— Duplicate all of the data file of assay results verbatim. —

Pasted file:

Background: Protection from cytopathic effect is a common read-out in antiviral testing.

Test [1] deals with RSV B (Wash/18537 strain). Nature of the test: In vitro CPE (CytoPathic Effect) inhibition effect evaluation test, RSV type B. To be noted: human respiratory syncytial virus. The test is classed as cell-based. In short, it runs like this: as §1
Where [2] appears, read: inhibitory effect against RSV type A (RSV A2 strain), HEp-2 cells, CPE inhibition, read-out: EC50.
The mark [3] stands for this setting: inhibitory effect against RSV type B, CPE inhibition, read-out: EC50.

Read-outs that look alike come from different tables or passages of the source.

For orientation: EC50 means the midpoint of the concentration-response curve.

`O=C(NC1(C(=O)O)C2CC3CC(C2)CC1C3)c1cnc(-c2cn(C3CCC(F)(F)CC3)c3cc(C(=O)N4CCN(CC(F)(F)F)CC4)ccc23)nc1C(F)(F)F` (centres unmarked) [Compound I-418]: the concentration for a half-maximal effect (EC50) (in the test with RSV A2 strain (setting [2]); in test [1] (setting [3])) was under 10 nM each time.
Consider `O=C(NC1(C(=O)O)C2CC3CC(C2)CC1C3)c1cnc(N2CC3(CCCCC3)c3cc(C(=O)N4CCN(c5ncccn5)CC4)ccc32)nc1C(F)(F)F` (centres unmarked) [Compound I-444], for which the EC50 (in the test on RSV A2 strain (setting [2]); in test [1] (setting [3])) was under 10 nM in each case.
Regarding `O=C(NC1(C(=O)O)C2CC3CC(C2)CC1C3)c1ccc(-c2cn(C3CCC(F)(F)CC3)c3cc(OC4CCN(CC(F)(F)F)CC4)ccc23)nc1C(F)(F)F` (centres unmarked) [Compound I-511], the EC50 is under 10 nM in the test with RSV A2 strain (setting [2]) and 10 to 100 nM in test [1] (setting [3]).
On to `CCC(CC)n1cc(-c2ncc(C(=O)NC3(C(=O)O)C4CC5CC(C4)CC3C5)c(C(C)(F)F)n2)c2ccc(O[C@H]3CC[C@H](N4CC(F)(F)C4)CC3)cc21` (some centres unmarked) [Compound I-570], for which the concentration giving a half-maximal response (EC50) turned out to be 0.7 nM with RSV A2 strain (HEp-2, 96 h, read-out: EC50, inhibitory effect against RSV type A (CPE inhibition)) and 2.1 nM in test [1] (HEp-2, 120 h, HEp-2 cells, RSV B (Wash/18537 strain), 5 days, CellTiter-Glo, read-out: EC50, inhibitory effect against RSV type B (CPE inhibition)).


Background: Protection from cytopathic effect is a common read-out in antiviral testing.

Test [1] deals with RSV B (Wash/18537 strain). Nature of the test: In vitro CPE (CytoPathic Effect) inhibition effect evaluation test, RSV type B. To be noted: human respiratory syncytial virus. The test is classed as cell-based. In short, it runs like this: as §1
Where [2] appears, read: inhibitory effect against RSV type A (RSV A2 strain), HEp-2 cells, CPE inhibition, read-out: EC50.
The mark [3] stands for this setting: inhibitory effect against RSV type B, CPE inhibition, read-out: EC50.

Read-outs that look alike come from different tables or passages of the source.

For orientation: EC50 means the midpoint of the concentration-response curve.

`O=C(NC1(C(=O)O)C2CC3CC(C2)CC1C3)c1cnc(-c2cn(C3CCC(F)(F)CC3)c3cc(C(=O)N4CCN(CC(F)(F)F)CC4)ccc23)nc1C(F)(F)F` (centres unmarked) [Compound I-418]: the concentration for a half-maximal effect (EC50) (in the test with RSV A2 strain (setting [2]); in test [1] (setting [3])) was under 10 nM each time.
Consider `O=C(NC1(C(=O)O)C2CC3CC(C2)CC1C3)c1cnc(N2CC3(CCCCC3)c3cc(C(=O)N4CCN(c5ncccn5)CC4)ccc32)nc1C(F)(F)F` (centres unmarked) [Compound I-444], for which the EC50 (in the test on RSV A2 strain (setting [2]); in test [1] (setting [3])) was under 10 nM in each case.
Regarding `O=C(NC1(C(=O)O)C2CC3CC(C2)CC1C3)c1ccc(-c2cn(C3CCC(F)(F)CC3)c3cc(OC4CCN(CC(F)(F)F)CC4)ccc23)nc1C(F)(F)F` (centres unmarked) [Compound I-511], the EC50 is under 10 nM in the test with RSV A2 strain (setting [2]) and 10 to 100 nM in test [1] (setting [3]).
On to `CCC(CC)n1cc(-c2ncc(C(=O)NC3(C(=O)O)C4CC5CC(C4)CC3C5)c(C(C)(F)F)n2)c2ccc(O[C@H]3CC[C@H](N4CC(F)(F)C4)CC3)cc21` (some centres unmarked) [Compound I-570], for which the concentration giving a half-maximal response (EC50) turned out to be 0.7 nM with RSV A2 strain (HEp-2, 96 h, read-out: EC50, inhibitory effect against RSV type A (CPE inhibition)) and 2.1 nM in test [1] (HEp-2, 120 h, HEp-2 cells, RSV B (Wash/18537 strain), 5 days, CellTiter-Glo, read-out: EC50, inhibitory effect against RSV type B (CPE inhibition)).